HINDU LITERATURE AND TAE SANSKRIT LANGUAGE. As our opinions on this subject are expressed in a previous part of this number, we refrain from any further remarks on the communication of VIDYARTHIN.

To the Editor of the Calcutta Christian Observer. GENTLEMEN,

In the numerous Missionary Journals which have from time to time for some years past been made public, there appears to be but little notice taken of the variety which exists in the sects and tenets of Hindu. ism. “ The Hindu religion," as professor Wilson remarks, " is a term that has been hitherto employed in a collective sense, to designate a faith and worship of an almost endlessly diversified description :” and an acquaintance with these manifold varieties seems an indispensable preparation for those who undertake to combat this Hydra-headed Paganism. Random generalities, which are possibly only half applicable to the audience to whom they are addressed, must in the nature of things he far less efficaci. ous, than discriminative arguments framed with specific reference to the peculiar tenets of the persons with whom the conversation is held.

Fortunately the means of attaining to a knowledge of the doctrines of these various sects are not difficult of access. The “ sketch of the religious sects of the Hindus,” by H. H. Wilson, Esq., in the 16th and 17th volumes of the Asiatic Researches, affords an abstract account of the most promi. nent varieties; and a reference to the original authorities (many of them ver. nacular) there referred to, would enable the person who was desirous of prosecuting such researches, to make himself master of the nomenclature of the different sectaries, as well as of the minutiæ of their opinions.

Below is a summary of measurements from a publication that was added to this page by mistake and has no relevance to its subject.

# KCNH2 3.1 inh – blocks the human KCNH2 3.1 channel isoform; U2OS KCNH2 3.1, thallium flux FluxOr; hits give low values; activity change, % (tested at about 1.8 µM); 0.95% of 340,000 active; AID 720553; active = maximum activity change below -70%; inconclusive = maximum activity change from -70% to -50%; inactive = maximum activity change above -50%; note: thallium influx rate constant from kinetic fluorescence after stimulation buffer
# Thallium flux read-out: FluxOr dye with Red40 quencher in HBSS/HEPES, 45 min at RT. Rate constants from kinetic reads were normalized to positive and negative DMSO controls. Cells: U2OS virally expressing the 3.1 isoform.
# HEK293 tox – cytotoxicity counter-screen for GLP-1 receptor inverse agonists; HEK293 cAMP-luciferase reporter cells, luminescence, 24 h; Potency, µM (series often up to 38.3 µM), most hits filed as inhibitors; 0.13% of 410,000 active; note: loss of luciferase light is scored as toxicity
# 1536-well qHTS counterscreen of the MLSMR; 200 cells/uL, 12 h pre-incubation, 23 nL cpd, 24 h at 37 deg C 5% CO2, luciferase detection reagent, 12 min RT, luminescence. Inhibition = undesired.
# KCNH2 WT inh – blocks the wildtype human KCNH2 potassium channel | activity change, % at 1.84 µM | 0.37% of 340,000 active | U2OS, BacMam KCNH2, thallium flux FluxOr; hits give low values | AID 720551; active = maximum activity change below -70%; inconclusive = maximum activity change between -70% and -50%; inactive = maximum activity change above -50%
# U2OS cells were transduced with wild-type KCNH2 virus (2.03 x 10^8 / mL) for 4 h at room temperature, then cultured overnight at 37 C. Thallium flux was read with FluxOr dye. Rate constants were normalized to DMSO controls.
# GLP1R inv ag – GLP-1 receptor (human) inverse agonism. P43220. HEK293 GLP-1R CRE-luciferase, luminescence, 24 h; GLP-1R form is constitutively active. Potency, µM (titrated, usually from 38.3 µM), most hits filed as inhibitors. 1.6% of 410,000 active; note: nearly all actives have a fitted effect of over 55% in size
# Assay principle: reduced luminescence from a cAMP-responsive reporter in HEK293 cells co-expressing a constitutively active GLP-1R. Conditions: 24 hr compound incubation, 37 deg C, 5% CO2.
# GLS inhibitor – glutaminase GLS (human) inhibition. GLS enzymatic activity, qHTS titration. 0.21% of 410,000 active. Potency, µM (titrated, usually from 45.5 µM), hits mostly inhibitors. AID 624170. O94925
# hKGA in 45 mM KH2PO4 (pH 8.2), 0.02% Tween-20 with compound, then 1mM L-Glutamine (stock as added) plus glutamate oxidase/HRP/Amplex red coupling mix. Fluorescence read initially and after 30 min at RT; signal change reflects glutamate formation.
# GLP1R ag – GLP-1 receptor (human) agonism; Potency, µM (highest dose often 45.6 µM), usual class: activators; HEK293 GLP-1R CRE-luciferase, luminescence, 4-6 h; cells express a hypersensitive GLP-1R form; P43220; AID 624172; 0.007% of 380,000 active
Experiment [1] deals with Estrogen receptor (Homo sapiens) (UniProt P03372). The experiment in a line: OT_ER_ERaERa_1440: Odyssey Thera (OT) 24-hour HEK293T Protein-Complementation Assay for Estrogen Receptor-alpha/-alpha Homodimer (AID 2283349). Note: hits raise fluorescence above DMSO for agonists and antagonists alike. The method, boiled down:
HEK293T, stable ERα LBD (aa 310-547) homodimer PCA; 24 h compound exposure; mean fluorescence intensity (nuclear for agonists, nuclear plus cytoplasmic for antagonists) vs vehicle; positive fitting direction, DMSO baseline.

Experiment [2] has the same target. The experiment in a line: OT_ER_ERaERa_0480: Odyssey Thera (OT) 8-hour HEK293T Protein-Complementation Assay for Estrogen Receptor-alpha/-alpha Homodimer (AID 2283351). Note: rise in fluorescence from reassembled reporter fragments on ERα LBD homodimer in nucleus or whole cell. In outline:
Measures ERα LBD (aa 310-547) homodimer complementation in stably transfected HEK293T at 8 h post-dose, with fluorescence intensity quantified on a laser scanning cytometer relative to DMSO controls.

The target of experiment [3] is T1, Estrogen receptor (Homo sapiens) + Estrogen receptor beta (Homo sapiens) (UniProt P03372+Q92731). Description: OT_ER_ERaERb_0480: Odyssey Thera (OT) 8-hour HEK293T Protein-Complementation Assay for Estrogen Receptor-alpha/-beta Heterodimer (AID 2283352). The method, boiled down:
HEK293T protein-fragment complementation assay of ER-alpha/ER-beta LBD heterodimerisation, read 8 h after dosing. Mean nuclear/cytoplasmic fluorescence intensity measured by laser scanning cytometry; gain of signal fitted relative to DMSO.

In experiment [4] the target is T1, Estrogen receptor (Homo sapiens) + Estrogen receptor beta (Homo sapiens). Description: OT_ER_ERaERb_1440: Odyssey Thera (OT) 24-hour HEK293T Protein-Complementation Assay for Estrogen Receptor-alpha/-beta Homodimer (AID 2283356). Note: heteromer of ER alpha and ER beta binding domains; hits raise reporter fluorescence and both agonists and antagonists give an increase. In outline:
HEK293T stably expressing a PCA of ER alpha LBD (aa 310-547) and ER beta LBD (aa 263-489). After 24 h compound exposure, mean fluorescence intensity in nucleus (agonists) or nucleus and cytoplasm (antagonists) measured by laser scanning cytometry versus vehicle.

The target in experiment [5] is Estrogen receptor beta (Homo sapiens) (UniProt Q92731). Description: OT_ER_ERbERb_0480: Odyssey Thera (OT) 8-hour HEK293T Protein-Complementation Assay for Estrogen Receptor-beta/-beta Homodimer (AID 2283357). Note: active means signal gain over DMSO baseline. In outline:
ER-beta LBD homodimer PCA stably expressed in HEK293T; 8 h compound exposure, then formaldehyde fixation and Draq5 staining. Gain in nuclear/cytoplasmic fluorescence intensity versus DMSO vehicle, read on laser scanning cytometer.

Besides the attention due to the popular sects, a further investigation of the tenets of the learned Hindus would seem to be the duty of every Missionary who would not avoid discussions with this class of persons

" The worshippers of Vishnu, Siva, and Sakti,” Mr. Wilson observes, (As. Res. vol. 16, page 24,)“ who are the objects of the following description, are not to be confounded with the orthodox adorers of these divini. ties: few bráhmans of learning, if they have any religion at all, will acknowledge themselves to belong to any of the popular divisions of the Hindu faith, although, as a matter of simple preference, they more espe. cially worship some individual deity, as their chosen or Ishta Devaté. They refer also to the Vedas, the books of law, the Puránas, the Tantras, as the only ritual they recognize, and regard all practices not derived from those sources as irregular and profane." To deal with pandits, therefore, a different course of reading from that above alluded to will be necessary, and their philosophical systems as well as practical tenets must be studied. Mr. Colebrooke's Essays* on the Vedas, and on the Mimausa, Nyáya, Vaiseshika, Sánkhya, &c. doctrines, will be here of great use: but a know. ledge of the original works in the Sanskrit would appear to be indispensa. ble to enable the Missionary to discuss the principles of these schools with their respective followers.

In the concluding page of the Calcutta Christian Intelligencer for April last, in an extract from the Oriental Christian Spectator, mention is made of a work in Persian entitled Mizán al Hak or a comparison between the Gospel and Qurán, by the Rev. Mr. Pfander, a Basle Missionary. If this work answers the description given of it as a very excellent volume," it cannot be too soon “ reprinted and extensively distributed" among the Musalmáns of India, and the friends of Missions ' would do well to take steps if necessary to secure this object. May 27th.



We must apologise to our friends at Futtehpore for the apparent neglect manifested in not sooner noticing their praiseworthy efforts to rescue the orphan from destruction. Wethought it better to wait until the public had aided the adults who were perishing for want of bread, knowing that these poor orphans were secure at least from starvation in the hands of their good friends. We now most cordially recommend the appeal and its objects to the benevolent sympathies and prayers of the Indian community, and shall be happy to forward any sum conveyed to us, to the Directors of the Asylum.